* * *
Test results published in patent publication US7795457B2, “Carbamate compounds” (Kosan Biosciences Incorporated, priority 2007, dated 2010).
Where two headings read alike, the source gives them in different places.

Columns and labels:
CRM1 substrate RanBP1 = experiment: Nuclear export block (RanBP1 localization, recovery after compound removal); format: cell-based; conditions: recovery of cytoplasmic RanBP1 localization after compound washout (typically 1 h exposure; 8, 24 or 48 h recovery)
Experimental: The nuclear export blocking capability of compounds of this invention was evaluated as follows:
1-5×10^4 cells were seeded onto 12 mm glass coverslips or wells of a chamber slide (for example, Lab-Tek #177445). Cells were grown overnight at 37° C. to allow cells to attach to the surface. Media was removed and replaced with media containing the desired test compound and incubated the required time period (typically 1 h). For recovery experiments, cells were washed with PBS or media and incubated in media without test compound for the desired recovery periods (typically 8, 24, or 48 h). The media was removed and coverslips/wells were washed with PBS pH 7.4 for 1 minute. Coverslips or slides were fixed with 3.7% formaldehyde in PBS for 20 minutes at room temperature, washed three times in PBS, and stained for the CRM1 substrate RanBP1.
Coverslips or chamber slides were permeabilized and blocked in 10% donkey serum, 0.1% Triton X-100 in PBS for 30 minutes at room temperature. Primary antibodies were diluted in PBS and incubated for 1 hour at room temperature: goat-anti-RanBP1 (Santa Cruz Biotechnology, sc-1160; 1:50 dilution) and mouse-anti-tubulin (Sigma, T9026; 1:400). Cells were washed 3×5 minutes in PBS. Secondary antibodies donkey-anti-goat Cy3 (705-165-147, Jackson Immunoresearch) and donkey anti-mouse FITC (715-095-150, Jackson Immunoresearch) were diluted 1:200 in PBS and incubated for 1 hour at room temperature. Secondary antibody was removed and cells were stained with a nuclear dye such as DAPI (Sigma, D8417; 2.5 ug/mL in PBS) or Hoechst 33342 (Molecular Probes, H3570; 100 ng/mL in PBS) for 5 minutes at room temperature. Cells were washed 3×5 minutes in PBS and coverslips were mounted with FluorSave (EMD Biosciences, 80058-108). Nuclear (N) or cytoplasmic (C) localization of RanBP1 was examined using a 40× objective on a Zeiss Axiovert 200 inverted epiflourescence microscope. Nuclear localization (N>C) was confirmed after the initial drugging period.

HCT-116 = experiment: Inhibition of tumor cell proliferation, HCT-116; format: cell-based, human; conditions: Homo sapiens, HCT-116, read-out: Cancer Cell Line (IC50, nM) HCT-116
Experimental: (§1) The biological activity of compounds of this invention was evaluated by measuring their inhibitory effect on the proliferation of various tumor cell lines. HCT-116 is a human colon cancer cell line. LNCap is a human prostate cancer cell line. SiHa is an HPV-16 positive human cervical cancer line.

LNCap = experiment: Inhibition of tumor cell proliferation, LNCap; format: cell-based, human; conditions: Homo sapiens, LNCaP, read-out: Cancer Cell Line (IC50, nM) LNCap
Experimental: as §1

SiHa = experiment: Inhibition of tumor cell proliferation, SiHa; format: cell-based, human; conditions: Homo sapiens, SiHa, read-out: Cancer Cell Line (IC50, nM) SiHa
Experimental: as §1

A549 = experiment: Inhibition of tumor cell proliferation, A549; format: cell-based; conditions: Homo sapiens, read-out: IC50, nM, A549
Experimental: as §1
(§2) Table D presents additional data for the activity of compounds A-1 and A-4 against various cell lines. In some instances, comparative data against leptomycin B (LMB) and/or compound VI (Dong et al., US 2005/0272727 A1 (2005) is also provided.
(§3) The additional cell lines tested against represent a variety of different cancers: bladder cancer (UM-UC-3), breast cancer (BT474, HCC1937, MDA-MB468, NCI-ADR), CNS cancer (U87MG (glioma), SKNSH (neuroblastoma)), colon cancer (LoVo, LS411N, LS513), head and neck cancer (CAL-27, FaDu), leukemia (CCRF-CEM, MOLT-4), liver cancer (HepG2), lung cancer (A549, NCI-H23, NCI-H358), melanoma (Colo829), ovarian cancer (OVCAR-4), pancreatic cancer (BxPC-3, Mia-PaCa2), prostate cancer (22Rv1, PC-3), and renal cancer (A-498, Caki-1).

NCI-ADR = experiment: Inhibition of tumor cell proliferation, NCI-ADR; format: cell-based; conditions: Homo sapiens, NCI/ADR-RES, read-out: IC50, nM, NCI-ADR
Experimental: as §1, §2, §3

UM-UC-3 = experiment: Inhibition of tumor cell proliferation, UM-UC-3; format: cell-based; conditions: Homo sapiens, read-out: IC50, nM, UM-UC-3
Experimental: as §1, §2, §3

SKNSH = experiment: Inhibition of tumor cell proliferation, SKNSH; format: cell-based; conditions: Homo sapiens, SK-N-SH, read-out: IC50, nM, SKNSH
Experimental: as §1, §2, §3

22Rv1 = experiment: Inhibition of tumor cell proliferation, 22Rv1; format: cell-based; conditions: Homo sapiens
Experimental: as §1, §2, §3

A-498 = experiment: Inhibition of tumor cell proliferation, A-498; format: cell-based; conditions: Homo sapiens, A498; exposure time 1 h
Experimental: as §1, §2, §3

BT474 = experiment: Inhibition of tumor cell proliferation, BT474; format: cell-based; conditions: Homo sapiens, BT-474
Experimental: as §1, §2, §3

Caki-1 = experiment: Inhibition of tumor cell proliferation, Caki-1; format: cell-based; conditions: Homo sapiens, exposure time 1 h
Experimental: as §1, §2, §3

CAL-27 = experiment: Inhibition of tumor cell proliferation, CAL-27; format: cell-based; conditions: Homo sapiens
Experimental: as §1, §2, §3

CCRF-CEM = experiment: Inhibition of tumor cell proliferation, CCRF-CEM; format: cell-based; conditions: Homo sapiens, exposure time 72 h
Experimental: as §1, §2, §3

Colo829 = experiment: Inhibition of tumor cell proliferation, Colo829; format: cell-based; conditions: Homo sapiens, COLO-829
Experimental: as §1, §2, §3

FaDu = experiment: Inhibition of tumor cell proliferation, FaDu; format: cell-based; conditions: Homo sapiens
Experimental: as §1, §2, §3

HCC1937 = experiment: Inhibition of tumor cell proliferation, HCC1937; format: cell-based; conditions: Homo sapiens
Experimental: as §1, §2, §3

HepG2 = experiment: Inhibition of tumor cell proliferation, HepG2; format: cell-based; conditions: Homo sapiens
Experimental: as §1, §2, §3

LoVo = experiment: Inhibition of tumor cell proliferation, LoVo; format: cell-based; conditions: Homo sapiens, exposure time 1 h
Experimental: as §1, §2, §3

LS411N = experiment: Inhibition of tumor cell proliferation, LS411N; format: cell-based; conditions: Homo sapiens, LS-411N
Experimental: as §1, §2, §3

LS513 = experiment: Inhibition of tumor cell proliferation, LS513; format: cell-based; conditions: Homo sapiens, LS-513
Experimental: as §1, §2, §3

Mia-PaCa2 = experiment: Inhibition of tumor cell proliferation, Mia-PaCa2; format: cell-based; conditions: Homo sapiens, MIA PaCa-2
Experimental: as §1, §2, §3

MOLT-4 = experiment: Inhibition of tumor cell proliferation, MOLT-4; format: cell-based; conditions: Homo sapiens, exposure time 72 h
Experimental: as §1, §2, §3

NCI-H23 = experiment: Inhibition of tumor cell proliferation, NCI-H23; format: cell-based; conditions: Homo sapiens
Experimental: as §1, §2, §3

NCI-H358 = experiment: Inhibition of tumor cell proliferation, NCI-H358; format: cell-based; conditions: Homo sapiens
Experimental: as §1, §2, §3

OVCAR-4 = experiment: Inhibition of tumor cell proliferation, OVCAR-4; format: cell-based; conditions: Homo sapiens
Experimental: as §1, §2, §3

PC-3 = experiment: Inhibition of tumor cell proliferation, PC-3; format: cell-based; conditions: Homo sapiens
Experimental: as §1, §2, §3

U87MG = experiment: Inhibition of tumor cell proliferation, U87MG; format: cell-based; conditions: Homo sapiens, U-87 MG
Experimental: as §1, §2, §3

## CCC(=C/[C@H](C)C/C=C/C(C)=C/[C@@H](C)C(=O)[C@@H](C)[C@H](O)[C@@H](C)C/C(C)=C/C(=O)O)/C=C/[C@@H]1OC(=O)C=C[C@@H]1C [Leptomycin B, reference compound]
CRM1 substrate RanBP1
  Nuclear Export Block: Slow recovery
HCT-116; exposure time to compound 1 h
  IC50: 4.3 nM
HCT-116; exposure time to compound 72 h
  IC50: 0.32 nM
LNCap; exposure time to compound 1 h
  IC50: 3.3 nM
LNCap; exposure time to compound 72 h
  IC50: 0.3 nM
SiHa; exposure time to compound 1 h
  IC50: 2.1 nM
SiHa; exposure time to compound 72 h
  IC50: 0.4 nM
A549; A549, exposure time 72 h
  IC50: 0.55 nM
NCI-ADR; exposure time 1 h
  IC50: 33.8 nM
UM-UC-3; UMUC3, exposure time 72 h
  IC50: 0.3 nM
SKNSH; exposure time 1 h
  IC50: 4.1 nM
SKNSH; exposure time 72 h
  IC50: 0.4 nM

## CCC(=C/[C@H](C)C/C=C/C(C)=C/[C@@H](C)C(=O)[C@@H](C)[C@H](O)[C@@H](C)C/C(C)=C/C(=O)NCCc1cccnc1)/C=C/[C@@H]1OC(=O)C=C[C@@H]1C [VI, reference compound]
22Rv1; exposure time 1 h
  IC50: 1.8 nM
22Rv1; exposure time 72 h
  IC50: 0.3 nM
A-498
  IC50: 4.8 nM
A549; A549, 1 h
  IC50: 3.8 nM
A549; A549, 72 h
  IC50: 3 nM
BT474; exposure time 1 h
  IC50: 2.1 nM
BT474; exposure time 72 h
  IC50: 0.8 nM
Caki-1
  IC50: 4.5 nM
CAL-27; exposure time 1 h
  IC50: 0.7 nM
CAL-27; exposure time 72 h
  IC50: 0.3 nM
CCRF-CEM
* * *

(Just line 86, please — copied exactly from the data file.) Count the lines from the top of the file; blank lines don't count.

  IC50: 4.1 nM